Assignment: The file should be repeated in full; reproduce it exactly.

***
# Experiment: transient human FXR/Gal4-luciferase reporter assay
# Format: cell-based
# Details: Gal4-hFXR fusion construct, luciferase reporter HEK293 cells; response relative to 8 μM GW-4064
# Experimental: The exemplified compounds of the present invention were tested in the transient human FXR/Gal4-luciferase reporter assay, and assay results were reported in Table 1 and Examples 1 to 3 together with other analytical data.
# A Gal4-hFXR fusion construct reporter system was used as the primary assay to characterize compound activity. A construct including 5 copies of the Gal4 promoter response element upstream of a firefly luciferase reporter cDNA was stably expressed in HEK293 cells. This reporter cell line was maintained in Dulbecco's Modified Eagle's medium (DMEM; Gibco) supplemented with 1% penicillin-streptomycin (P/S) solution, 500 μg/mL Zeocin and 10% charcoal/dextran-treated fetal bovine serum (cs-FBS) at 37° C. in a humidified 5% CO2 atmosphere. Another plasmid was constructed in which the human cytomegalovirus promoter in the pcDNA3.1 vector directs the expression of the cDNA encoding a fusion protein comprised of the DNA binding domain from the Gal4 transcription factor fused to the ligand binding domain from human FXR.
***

# Experiment: transient human FXR/Gal4-luciferase reporter assay
# Format: cell-based
# Details: Gal4-hFXR fusion construct, luciferase reporter HEK293 cells; response relative to 8 μM GW-4064
# Experimental: The exemplified compounds of the present invention were tested in the transient human FXR/Gal4-luciferase reporter assay, and assay results were reported in Table 1 and Examples 1 to 3 together with other analytical data.
# A Gal4-hFXR fusion construct reporter system was used as the primary assay to characterize compound activity. A construct including 5 copies of the Gal4 promoter response element upstream of a firefly luciferase reporter cDNA was stably expressed in HEK293 cells. This reporter cell line was maintained in Dulbecco's Modified Eagle's medium (DMEM; Gibco) supplemented with 1% penicillin-streptomycin (P/S) solution, 500 μg/mL Zeocin and 10% charcoal/dextran-treated fetal bovine serum (cs-FBS) at 37° C. in a humidified 5% CO2 atmosphere. Another plasmid was constructed in which the human cytomegalovirus promoter in the pcDNA3.1 vector directs the expression of the cDNA encoding a fusion protein comprised of the DNA binding domain from the Gal4 transcription factor fused to the ligand binding domain from human FXR.